In one form, the workpiece engagement structure can be formed from one of the positioning surfaces, such as protrusion 45. Such protrusion 45 can be in an unsharpened state when used as a positioning surface. After insert molding, the tool 20 can be assembled with the protrusions 45 and 45A left unsharpened in order to form wire crimpers (not shown). If wire cutters are desired, the protrusions 45 and 45A can be sharpened (before or after tool 20 are assembled) in order to form blades 47 and 47A.
It is advantageous to provide at least one surface 46 on jaw 30 that slopes toward protrusion 45 or blade 47 and forms an access way to allow easier access to sharpen protrusion 45 or blade 47. A second sloping surface 48 can be provided opposite surface 46 to allow both sides of protrusion 45 or blade 47 to be sharpened and to allow cut wire to be easily extracted from tool 20.
In assembly of the lever members 21 and 21A, they are arranged in intersecting relationship, with the pivot joint portions 23 and 23A overlapping, with the inner surfaces 24 and 24A in facing relationship and with the bores 27, 27A, 42 and 42A coaxially aligned. The lever members 21 and 21A can then be pivotally interconnected by a pivot assembly 50 (FIGS. 3 and 5), which includes a pin 51 and two non-conducting caps, such as plastic heads 52 and 53. Plastic heads 52 and 53 can further comprise a deformable plastic tube 54 and 55. In one form, at least one barb 57 is provided on each end of pin 51 to engage the deformable plastic, thereby keeping the pin 51 and heads 52, 53 together.
A first end of pin 51 is inserted into head 52, such as into the attached deformable plastic tube 54, and the resulting coupling is inserted into the pivot mechanism passageway, comprising the aligned bores 27, 27A, 42 and 42A, through the tool 20. Head 53 is then placed in position so that the second end of pin 51 can be inserted into deformable plastic tube 55 until each head 52 and 53 is held firmly against one of the outer surface of one of the lever members 21 and 21A. Thus, the pin 51, deformable plastic tubes 54, 55 and the heads 52, 53 cooperate to define a pivot shaft interconnecting the lever members 21 and 21A for pivotal movement between the closed condition illustrated in FIG. 4 and an open condition illustrated in FIG. 1. The pin 51 is inserted into heads 52 and 53 until the parts are firmly secured together while allowing substantially free pivotal movement. The heads 52, 53 are formed of an electrically non-conducting material, such as a suitable plastic or rubber, and they cooperate with the pivot joint portions 23 and 23A to completely enclose the pivot assembly 50, so that no metallic portion thereof is exposed.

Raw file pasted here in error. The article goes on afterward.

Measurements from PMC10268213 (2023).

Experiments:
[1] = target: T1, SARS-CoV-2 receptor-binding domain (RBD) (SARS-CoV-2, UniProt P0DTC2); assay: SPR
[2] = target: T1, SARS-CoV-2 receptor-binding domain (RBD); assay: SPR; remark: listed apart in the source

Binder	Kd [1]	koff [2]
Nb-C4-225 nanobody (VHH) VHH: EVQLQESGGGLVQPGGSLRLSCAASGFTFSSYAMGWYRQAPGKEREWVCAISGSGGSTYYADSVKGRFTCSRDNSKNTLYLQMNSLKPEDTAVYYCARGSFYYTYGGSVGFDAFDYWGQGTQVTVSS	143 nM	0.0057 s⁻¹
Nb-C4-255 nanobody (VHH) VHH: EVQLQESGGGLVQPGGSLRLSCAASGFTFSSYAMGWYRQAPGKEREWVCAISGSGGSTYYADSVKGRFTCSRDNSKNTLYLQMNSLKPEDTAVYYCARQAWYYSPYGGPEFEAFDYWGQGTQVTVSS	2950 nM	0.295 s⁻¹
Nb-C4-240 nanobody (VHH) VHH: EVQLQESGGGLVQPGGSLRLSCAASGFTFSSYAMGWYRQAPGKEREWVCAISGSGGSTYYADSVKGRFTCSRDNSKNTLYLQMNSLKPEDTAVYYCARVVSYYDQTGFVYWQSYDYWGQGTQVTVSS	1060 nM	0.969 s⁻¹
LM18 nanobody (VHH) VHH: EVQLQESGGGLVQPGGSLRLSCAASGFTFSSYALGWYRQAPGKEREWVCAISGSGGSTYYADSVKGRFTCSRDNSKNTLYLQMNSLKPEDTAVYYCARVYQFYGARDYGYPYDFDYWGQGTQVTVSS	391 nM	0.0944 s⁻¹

In one form, a wear resistant shaft 56 surrounds at least one of deformable plastic tubes 54 and 55. When assembled, the wear resistant shaft 56 engages bores 42 and 42A, whereas other portions of the heads 52 and 53 have a small gap between them and the plastic material defining cylindrical bores 27 and 27A that surround them. This enables the wear resistant surfaces of shaft 56 and insert 40 and 40A to prevent excessive wear by accepting most of the frictional forces as the pliers are used. Even if heads 52 and 53 engage the plastic material defining cylindrical bores 27 and 27A, the plastic material will wear during initial use and eventually shaft 56 and inserts 40 and 40A will take most of the wearing forces. In a similar fashion, the pin 51 cab be made of a suitable wear resistant material and, after being inserted in heads 52 and 53, a portion can be left exposed for engagement with inserts 40 and 40A.
When the parts are thus assembled, the inserts 40 and 40A are disposed in opposed facing relationship so that, when the jaws 30 and 30A are closed, the outer surfaces of the inserts 40 and 40A will be disposed in an abutting, substantially coplanar relationship. If inserts 40 and 40A extend slightly above inner surfaces 24 and 24A, then inserts 40 and 40A will protect inner surfaces 24 and 24A from wear due to friction as the tool 20 is used. Even if the outer surfaces of the inserts 40 and 40A are coplanar with, or even recessed below, inner surfaces 24 and 24A, the plastic material forming inner surfaces 24 and 24A will wear down during initial use and then inserts 40 and 40A will reduce further wear.